After inventing a new way of telling time, without dials or hands, GENUS introduces a timepiece in Damascene Titanium. It is a rare material in Haute Horlogerie. An ancient technique that involves a savoir-faire as challenging as it is subtle. It is called Mokume-gane in Japan, where the method has been used for making katana sword blades since the 17th century.
In the heart of the forge, the hammering and folding of layer upon layer of titanium is a craft reserved for the best. Three times as hard as steel, titanium is also wrought at much higher temperatures, between 1200 and 1400 degrees Celsius. The hues obtained through blueing-by-hand over an open flame are unique to each watch. The buyer is welcome to attend this finishing stage and choose the intensity of the colour effects.
After introducing a new way of looking at and telling time with orbital hours and minutes, which garnered the Mechanical Exception Prize at the most recent Grand Prix d’Horlogerie de Genève (GPHG), GENUS explores the world of metal artisanship. The GENUS GNS1.2 TD is carved from a block of Damascene Titanium, the work of expert metalsmithing. Thus, the complex representation of time in flux belonging to GENUS finds itself echoed by the moiré, undulating, changing appearance where colour nuances make each piece unique by the very nature of this craft. A fusion of ancestral technique and modern material, an association between creator and wearer – GENUS takes an approach to watchmaking that truly defies the conventional.
Thinking differently, combining creativity as well as singularity, leaving the beaten track, inventing instead of replicating, stretching the ingenious whilst ensuring precision, reliability, legibility and wearability: In 2019, GENUS opened the first chapter of its story with two remarkable timepieces, the GNS1.2 WG and the GNS1.2 RG. Ten years of research, two inventions and three years of development went into this watch. Two patents lay down the basic principles of the two innovative mechanisms that underpin this free-flowing time display.
One in rose gold, the other in white gold, both measuring 43 mm in diameter and 13.1 mm thick, featuring the calibre 160W-1.2 or 160R-1.2, a new movement consisting of 418 components, entirely created and manufactured by GENUS in their Geneva workshop. It is a movement characterised first and foremost by its novel complication for indicating time. No dial, no hands. GENUS quite simply invented an unprecedented way of telling time – the mechanism as dramatic performance.
The innovation behind this display complication and its underlying mechanism was imagined, technically, in a completely new and daring way. A new stone humbly brought to the edifice of Swiss horological heritage by the man who invented it, the Master watchmaker Sébastien Billières. An approach first rewarded by the recognition of his peers by the attribution of the prestigious and coveted Mechanical Exception Prize at the Grand Prix d’Horlogerie de Genève (GPHG) in 2019.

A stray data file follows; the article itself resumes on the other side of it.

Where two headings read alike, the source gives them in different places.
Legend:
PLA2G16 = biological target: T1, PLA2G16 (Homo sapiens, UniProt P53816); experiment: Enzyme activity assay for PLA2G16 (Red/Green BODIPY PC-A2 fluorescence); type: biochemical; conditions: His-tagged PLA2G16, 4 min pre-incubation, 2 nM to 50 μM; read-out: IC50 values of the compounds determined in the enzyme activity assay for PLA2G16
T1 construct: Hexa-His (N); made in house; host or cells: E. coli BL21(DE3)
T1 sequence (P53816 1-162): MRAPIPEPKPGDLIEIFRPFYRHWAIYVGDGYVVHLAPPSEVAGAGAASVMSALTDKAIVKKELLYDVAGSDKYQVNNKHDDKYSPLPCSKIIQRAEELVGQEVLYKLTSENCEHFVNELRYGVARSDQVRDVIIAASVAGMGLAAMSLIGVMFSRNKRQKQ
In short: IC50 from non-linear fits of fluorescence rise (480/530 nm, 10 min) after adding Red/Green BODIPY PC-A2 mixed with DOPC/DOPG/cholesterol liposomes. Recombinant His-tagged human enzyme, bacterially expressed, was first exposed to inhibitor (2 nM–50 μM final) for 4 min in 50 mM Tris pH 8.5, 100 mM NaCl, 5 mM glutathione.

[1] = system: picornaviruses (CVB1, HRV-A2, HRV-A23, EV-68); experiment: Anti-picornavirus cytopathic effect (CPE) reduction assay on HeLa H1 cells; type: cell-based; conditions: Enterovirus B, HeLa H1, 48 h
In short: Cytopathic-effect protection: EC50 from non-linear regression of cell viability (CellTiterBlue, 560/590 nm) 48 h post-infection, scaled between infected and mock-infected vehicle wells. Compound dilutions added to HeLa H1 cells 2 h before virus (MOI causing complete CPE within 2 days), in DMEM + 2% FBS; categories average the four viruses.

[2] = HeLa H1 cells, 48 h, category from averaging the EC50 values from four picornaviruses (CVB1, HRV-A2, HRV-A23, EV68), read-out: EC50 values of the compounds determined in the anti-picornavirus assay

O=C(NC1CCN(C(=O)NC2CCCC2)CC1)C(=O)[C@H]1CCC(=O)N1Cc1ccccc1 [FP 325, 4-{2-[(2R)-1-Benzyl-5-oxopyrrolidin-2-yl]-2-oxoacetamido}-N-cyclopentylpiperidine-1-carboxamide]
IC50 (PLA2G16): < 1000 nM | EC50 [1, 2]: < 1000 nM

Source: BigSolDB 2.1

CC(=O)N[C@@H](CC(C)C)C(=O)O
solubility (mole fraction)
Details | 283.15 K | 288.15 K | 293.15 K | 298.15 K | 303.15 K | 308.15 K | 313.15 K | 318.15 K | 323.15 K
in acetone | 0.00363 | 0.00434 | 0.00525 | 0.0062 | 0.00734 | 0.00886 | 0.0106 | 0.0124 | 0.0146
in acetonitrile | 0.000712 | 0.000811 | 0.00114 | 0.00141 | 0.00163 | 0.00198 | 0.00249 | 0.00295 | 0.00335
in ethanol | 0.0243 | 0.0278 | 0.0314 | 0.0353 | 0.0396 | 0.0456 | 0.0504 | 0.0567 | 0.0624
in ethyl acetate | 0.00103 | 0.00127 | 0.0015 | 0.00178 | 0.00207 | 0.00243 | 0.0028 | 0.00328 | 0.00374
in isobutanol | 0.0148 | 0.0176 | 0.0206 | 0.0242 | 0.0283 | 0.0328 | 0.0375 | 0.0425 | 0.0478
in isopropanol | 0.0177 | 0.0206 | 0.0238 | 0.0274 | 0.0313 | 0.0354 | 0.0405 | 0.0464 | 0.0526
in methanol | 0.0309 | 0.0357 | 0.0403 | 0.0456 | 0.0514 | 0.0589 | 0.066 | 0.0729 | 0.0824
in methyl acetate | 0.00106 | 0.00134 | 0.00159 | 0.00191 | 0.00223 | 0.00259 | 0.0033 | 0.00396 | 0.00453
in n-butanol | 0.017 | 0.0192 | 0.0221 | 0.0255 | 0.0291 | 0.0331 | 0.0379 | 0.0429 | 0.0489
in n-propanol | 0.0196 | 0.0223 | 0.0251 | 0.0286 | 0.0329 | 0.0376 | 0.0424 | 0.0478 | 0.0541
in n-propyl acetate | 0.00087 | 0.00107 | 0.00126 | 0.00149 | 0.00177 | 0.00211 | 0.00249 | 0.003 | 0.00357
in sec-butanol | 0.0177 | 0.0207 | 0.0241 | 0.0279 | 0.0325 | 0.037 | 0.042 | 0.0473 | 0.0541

Twelve satellites, one for each hour. They make a complete revolution along the periphery of the movement, at the crystal’s edge, once every twelve hours. The fixed white arrow on the left, in front of which the satellites scroll, points to the current hour. To remain in the reading direction, the satellites re-orient themselves and pivot 90 degrees every 3 hours, i.e. four times. The hour numbers – moulded in SuperLuminova™ and affixed to the revolving time-indicating satellites – are the result of meticulous development and design.
Since the launch last year, the months have passed each other at a breath-taking pace, and nothing is the same anymore for the small, independent GENUS team – in much the same way that a GENUS watch is unlike any other existing timepiece.
A sentiment rendered even more concrete by the fact that in 2020, GENUS is presenting a new version of the GNS1.2 in a material virtually unheard of in watchmaking: damascene titanium.
It is a new chapter in the GENUS story, in more ways than one. The presentation of the new watch is also the occasion for announcing the digital certification of all its timepieces, an effective and modern means of combating counterfeiting and guaranteeing authenticity for the owner of the timepiece throughout its lifetime.
A Damascene moment
In 2020, GENUS re-imagines the GNS by incorporating it in a new metal case. After white gold and rose gold, GENUS ventures into new territory for watchmaking with a damascened titanium case, hence the name GNS1.2 TD (Titane Damassé). Applying the Damascus smithing technique to titanium requires a rare savoir-faire. In fact, the skill is listed in the Inventory of Intangible Cultural Heritage in France. It is craftsmanship elevated to art, true artisanship, the domain of only the best metalsmiths. In Japan it is called Mokume-gane, where it has been used to forge katana sword blades since the early 17th century.
Folds within folds upon folds…
The art of damascening consists of forging sheets of metal layer by layer. After having been hammered, each sheet is folded back upon itself, and the operation is repeated as many times as necessary – one might say like preparing the laminated dough used for puff pastry. This homogeneous ‘stacking’ of homogeneous layers, each one annealed between each fold, gives the material an entirely new, very particular aspect. Each incision, each bevel into the edge of the damascened metal reveals the strata, the shapes, the undulations, the unique character of each layer.